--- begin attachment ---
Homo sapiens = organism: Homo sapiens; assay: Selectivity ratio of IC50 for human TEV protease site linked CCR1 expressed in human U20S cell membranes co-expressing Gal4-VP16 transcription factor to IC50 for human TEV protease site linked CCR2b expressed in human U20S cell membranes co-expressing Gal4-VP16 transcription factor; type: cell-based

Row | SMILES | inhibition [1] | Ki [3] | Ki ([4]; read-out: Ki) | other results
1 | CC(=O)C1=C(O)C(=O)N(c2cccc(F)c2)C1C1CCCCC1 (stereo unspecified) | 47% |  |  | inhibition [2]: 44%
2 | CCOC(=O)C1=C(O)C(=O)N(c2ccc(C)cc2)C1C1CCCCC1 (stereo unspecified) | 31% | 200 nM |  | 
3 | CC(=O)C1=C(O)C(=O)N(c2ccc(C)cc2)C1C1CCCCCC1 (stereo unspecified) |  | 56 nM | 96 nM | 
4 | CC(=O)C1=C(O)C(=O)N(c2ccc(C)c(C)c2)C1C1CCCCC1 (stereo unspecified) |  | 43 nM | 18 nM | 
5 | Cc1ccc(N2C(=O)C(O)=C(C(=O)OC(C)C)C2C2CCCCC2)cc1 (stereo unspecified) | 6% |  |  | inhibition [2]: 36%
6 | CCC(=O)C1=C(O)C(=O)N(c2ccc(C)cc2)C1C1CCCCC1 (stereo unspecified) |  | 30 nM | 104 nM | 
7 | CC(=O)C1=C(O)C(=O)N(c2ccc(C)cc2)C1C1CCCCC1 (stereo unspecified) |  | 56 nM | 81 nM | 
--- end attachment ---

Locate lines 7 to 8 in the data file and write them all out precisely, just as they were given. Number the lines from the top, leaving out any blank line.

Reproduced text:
5 | Cc1ccc(N2C(=O)C(O)=C(C(=O)OC(C)C)C2C2CCCCC2)cc1 (stereo unspecified) | 6% |  |  | inhibition [2]: 36%
6 | CCC(=O)C1=C(O)C(=O)N(c2ccc(C)cc2)C1C1CCCCC1 (stereo unspecified) |  | 30 nM | 104 nM | 